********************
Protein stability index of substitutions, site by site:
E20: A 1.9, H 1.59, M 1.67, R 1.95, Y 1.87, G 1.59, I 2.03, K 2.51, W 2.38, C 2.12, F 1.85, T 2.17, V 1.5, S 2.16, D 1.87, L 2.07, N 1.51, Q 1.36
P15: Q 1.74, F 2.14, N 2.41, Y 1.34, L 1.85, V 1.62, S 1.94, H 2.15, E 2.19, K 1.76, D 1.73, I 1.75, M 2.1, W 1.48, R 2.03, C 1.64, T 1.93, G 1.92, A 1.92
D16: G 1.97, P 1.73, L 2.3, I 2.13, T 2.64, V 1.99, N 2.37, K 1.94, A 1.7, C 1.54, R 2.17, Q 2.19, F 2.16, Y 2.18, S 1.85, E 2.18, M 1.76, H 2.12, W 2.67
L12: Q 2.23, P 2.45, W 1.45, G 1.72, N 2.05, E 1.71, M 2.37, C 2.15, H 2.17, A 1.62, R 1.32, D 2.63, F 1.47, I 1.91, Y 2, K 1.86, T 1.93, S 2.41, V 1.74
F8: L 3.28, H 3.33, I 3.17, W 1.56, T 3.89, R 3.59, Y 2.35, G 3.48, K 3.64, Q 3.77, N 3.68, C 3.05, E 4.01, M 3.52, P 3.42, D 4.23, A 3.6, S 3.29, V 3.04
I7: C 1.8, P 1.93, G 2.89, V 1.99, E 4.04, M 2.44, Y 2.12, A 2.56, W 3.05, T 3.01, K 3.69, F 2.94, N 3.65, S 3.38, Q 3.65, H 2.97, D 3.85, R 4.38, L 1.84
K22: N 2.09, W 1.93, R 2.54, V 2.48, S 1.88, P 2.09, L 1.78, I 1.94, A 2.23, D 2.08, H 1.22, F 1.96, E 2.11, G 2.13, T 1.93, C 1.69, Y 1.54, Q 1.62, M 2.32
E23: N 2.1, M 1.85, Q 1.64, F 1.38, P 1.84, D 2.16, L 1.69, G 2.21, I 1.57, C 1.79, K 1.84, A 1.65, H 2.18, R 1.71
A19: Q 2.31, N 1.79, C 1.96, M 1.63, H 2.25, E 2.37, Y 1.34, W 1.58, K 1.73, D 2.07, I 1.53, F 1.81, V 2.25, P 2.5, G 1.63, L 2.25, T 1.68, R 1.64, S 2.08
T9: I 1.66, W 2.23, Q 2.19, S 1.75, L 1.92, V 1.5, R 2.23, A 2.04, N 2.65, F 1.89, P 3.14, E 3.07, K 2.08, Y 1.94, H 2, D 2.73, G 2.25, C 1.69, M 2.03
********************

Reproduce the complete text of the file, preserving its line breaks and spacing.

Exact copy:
Protein stability index of substitutions, site by site:
E20: A 1.9, H 1.59, M 1.67, R 1.95, Y 1.87, G 1.59, I 2.03, K 2.51, W 2.38, C 2.12, F 1.85, T 2.17, V 1.5, S 2.16, D 1.87, L 2.07, N 1.51, Q 1.36
P15: Q 1.74, F 2.14, N 2.41, Y 1.34, L 1.85, V 1.62, S 1.94, H 2.15, E 2.19, K 1.76, D 1.73, I 1.75, M 2.1, W 1.48, R 2.03, C 1.64, T 1.93, G 1.92, A 1.92
D16: G 1.97, P 1.73, L 2.3, I 2.13, T 2.64, V 1.99, N 2.37, K 1.94, A 1.7, C 1.54, R 2.17, Q 2.19, F 2.16, Y 2.18, S 1.85, E 2.18, M 1.76, H 2.12, W 2.67
L12: Q 2.23, P 2.45, W 1.45, G 1.72, N 2.05, E 1.71, M 2.37, C 2.15, H 2.17, A 1.62, R 1.32, D 2.63, F 1.47, I 1.91, Y 2, K 1.86, T 1.93, S 2.41, V 1.74
F8: L 3.28, H 3.33, I 3.17, W 1.56, T 3.89, R 3.59, Y 2.35, G 3.48, K 3.64, Q 3.77, N 3.68, C 3.05, E 4.01, M 3.52, P 3.42, D 4.23, A 3.6, S 3.29, V 3.04
I7: C 1.8, P 1.93, G 2.89, V 1.99, E 4.04, M 2.44, Y 2.12, A 2.56, W 3.05, T 3.01, K 3.69, F 2.94, N 3.65, S 3.38, Q 3.65, H 2.97, D 3.85, R 4.38, L 1.84
K22: N 2.09, W 1.93, R 2.54, V 2.48, S 1.88, P 2.09, L 1.78, I 1.94, A 2.23, D 2.08, H 1.22, F 1.96, E 2.11, G 2.13, T 1.93, C 1.69, Y 1.54, Q 1.62, M 2.32
E23: N 2.1, M 1.85, Q 1.64, F 1.38, P 1.84, D 2.16, L 1.69, G 2.21, I 1.57, C 1.79, K 1.84, A 1.65, H 2.18, R 1.71
A19: Q 2.31, N 1.79, C 1.96, M 1.63, H 2.25, E 2.37, Y 1.34, W 1.58, K 1.73, D 2.07, I 1.53, F 1.81, V 2.25, P 2.5, G 1.63, L 2.25, T 1.68, R 1.64, S 2.08
T9: I 1.66, W 2.23, Q 2.19, S 1.75, L 1.92, V 1.5, R 2.23, A 2.04, N 2.65, F 1.89, P 3.14, E 3.07, K 2.08, Y 1.94, H 2, D 2.73, G 2.25, C 1.69, M 2.03